In a globalized world, pandemics transmit impacts through markets. In this study, researchers document employment changes, coping strategies, and welfare of garment factory workers in Ethiopia’s largest industrial park during the early stages of the Coronavirus Disease 2019 pandemic. Researchers field a phone survey of female workers during a two month period in which cases are rapidly rising globally, but not locally. The data suggest significant changes in employment, high levels of migration away from urban areas to rural areas if women are no longer working, and high levels of food insecurity. These findings compel a research and policy focus on documenting and mitigating the market-reach of pandemics on low-income workers at the margins.

Country:
Program Area:
Study Type:
Quasi-experimental Analysis
Timeline:
April-November 2020
Implemented by IPA:
No
Impact Goals:
Build resilient and adaptable businesses and employment opportunities; Improve social-safety net responses; Improve women’s health, safety, and economic empowerment
Outcomes of Interest:
Basic demographics, current and past employment, other economic activity, income, savings, physical and mental health, health behaviors, social networks, relationship status, marriage and fertility choices, aspirations, first- and second-order beliefs about COVID-19, trust in government, perceived needs in the community, and economic preferences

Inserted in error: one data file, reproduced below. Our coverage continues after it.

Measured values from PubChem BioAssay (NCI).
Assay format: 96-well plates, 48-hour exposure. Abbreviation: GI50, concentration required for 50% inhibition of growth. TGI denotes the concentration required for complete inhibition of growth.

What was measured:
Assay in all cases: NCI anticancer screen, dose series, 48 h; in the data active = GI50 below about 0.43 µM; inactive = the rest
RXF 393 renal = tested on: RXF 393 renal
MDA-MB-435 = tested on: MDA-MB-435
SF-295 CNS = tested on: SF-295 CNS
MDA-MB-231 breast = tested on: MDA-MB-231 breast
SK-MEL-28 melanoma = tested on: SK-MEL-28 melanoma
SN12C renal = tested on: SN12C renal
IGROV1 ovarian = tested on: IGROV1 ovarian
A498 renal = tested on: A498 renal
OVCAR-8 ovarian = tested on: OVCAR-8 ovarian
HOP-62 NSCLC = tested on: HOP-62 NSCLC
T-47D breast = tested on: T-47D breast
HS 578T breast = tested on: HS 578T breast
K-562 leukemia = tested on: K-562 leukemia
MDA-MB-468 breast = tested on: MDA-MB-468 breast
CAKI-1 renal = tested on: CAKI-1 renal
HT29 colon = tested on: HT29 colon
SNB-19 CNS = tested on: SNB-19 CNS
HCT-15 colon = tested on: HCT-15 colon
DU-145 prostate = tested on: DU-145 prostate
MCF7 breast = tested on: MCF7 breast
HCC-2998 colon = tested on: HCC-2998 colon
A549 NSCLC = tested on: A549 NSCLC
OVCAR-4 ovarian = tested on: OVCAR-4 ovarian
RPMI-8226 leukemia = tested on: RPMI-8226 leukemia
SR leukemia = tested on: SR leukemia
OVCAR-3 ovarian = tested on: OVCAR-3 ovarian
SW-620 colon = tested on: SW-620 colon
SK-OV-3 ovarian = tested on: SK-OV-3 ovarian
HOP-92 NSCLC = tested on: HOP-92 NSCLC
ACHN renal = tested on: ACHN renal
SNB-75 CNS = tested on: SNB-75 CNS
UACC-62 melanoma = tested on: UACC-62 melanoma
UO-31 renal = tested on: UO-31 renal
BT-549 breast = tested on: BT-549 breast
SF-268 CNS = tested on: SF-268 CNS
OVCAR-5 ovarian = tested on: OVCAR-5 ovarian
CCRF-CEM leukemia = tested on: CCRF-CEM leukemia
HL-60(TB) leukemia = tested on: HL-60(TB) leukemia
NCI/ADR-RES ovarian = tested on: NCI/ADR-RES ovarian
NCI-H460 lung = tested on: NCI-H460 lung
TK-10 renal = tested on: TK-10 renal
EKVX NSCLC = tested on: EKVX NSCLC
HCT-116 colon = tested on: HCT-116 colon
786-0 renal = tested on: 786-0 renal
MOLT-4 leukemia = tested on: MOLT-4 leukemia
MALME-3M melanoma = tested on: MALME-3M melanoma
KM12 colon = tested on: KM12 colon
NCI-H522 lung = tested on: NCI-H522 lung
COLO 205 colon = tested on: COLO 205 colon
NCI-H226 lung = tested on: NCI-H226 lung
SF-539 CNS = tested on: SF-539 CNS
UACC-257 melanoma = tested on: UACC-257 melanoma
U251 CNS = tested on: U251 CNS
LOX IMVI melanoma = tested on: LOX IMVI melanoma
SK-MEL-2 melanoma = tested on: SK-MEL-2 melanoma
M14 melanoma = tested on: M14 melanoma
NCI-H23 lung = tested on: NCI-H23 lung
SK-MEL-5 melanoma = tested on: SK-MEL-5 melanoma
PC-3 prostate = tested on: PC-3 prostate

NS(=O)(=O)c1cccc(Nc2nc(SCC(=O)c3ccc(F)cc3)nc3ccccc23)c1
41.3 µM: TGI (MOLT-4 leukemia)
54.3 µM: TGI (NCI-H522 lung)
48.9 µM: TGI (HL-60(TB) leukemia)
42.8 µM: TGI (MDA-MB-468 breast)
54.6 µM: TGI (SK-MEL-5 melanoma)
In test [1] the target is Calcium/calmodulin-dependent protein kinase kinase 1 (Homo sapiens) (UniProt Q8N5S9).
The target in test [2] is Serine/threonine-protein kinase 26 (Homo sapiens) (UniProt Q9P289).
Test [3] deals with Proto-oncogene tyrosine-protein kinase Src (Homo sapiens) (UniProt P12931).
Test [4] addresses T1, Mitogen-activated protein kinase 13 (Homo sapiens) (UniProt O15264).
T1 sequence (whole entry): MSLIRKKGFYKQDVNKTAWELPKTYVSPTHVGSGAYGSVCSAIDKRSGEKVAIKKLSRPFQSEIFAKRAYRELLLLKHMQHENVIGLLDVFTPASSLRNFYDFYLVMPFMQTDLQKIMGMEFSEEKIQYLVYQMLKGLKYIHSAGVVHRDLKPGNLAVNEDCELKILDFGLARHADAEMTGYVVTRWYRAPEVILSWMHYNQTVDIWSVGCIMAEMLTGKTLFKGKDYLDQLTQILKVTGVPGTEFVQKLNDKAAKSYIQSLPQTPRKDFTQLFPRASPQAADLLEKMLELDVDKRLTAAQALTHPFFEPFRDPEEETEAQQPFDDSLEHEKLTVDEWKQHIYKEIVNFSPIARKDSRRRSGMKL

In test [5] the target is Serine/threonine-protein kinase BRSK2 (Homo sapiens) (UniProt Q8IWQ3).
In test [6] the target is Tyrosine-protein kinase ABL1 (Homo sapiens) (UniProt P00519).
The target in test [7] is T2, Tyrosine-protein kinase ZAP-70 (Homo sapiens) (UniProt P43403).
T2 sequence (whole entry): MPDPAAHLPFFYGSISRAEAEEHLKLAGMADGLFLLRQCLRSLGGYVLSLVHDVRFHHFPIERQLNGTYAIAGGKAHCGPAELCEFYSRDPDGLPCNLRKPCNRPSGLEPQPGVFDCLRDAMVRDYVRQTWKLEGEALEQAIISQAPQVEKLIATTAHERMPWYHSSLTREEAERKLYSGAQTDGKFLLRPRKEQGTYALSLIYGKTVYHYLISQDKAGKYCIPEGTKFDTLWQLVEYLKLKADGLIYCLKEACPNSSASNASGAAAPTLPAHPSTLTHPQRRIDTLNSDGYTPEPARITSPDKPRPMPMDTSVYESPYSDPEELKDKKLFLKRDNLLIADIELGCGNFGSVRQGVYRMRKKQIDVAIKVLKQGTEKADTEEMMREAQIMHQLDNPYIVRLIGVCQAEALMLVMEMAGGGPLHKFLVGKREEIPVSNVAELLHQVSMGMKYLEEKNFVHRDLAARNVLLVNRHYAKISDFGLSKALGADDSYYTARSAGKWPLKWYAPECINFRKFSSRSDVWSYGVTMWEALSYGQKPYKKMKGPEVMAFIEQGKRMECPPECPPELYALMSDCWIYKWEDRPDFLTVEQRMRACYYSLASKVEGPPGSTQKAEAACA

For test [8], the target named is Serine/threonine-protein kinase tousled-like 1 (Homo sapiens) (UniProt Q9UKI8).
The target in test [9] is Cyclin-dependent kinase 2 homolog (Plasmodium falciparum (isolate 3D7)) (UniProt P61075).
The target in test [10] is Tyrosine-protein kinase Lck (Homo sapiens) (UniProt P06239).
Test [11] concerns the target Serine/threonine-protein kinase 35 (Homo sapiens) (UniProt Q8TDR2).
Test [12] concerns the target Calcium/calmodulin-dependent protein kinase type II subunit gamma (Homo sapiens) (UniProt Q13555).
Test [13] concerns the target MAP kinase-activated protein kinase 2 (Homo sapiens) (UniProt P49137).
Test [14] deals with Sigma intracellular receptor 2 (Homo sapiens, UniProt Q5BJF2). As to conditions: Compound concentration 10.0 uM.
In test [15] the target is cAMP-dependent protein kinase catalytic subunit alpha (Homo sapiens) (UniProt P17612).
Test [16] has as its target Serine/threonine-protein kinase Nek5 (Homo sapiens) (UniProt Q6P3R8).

Data Collection Mode:
CATI (Computer-assisted telephone interviewing)
External Website:
Pre-Registration:
Results Status:
Results
Key Findings:
  • The employment of female workers in Ethiopia’s garment industry has changed dramatically due to a sharp drop in demand during the COVID-19 pandemic.
  • In the sample, 41 percent of respondents employed in January 2020 were put on leave or terminated by the time of our survey a few months later.
  • Migration appears to be a major coping mechanism, but many respondents report barriers. Most who have left the city desire to return if possible.
  • Levels of food insecurity are high; rates are higher for those currently still in the city where garment industry jobs are located.
  • Respondents are well informed about COVID-19; false beliefs or myths appear to be extremely uncommon.